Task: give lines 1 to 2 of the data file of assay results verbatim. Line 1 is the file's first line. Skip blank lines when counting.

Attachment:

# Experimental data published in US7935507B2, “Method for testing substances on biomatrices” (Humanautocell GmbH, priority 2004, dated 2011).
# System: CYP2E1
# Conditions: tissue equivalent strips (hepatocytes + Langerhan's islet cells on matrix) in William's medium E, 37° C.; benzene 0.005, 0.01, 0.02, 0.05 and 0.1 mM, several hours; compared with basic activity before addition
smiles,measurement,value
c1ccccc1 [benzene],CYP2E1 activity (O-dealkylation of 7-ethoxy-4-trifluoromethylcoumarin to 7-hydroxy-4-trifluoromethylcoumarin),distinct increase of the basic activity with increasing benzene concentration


# Experimental data published in US7935507B2, “Method for testing substances on biomatrices” (Humanautocell GmbH, priority 2004, dated 2011).
# System: CYP2E1